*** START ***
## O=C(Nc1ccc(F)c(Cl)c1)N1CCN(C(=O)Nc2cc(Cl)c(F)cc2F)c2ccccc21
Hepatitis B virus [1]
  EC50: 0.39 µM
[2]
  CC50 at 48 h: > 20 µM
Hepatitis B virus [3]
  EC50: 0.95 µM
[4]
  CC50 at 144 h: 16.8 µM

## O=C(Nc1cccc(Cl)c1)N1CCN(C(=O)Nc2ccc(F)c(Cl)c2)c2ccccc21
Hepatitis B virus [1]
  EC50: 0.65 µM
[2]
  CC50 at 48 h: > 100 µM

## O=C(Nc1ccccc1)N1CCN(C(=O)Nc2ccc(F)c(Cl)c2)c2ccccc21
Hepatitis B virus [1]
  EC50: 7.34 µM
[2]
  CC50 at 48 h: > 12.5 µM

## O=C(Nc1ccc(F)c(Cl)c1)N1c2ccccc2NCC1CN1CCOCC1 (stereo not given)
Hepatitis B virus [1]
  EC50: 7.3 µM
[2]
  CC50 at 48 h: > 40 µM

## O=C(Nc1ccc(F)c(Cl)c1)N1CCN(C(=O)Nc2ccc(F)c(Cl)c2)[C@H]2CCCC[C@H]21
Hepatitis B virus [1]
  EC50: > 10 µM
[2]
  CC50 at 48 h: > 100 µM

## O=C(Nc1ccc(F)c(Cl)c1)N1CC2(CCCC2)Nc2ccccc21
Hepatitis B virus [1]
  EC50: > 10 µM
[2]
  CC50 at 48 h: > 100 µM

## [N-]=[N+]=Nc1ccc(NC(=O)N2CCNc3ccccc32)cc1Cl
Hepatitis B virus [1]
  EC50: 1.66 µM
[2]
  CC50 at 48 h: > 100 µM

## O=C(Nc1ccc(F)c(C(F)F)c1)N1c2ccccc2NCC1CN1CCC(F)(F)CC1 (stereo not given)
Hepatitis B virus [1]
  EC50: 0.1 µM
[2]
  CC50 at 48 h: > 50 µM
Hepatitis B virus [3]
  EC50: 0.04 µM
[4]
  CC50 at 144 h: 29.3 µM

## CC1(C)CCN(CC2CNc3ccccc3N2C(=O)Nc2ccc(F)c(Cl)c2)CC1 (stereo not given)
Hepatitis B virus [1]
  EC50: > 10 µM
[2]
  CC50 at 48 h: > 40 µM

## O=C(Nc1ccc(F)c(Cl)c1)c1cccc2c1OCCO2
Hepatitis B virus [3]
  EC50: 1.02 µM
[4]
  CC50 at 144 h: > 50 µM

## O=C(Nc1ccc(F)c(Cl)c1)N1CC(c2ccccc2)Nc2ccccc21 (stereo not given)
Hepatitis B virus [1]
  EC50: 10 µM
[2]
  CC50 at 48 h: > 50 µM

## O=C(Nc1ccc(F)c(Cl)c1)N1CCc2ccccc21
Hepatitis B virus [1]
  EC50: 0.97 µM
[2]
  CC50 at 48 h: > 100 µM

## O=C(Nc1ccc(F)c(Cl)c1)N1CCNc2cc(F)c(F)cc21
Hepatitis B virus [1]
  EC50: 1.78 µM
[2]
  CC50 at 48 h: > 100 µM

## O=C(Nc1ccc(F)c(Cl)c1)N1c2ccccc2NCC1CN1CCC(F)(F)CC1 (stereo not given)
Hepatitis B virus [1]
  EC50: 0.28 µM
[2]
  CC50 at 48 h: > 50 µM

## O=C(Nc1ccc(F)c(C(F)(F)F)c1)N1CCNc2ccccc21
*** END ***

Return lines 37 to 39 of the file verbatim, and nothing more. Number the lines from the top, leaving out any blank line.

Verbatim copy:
  EC50: 1.66 µM
[2]
  CC50 at 48 h: > 100 µM